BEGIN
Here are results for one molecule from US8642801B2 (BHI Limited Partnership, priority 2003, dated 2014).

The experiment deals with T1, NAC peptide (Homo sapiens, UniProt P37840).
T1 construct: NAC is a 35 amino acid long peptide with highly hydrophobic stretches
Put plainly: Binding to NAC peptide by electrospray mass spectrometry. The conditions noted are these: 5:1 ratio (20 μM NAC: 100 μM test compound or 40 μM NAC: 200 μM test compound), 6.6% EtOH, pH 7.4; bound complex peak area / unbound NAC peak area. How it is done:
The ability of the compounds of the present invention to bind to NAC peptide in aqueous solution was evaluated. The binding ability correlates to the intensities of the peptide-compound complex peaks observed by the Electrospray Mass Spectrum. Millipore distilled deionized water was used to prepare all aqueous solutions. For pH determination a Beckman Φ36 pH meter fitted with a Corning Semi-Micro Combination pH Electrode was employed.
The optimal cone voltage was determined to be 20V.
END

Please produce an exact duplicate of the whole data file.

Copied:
Here are results for one molecule from US8642801B2 (BHI Limited Partnership, priority 2003, dated 2014).

The experiment deals with T1, NAC peptide (Homo sapiens, UniProt P37840).
T1 construct: NAC is a 35 amino acid long peptide with highly hydrophobic stretches
Put plainly: Binding to NAC peptide by electrospray mass spectrometry. The conditions noted are these: 5:1 ratio (20 μM NAC: 100 μM test compound or 40 μM NAC: 200 μM test compound), 6.6% EtOH, pH 7.4; bound complex peak area / unbound NAC peak area. How it is done:
The ability of the compounds of the present invention to bind to NAC peptide in aqueous solution was evaluated. The binding ability correlates to the intensities of the peptide-compound complex peaks observed by the Electrospray Mass Spectrum. Millipore distilled deionized water was used to prepare all aqueous solutions. For pH determination a Beckman Φ36 pH meter fitted with a Corning Semi-Micro Combination pH Electrode was employed.
The optimal cone voltage was determined to be 20V.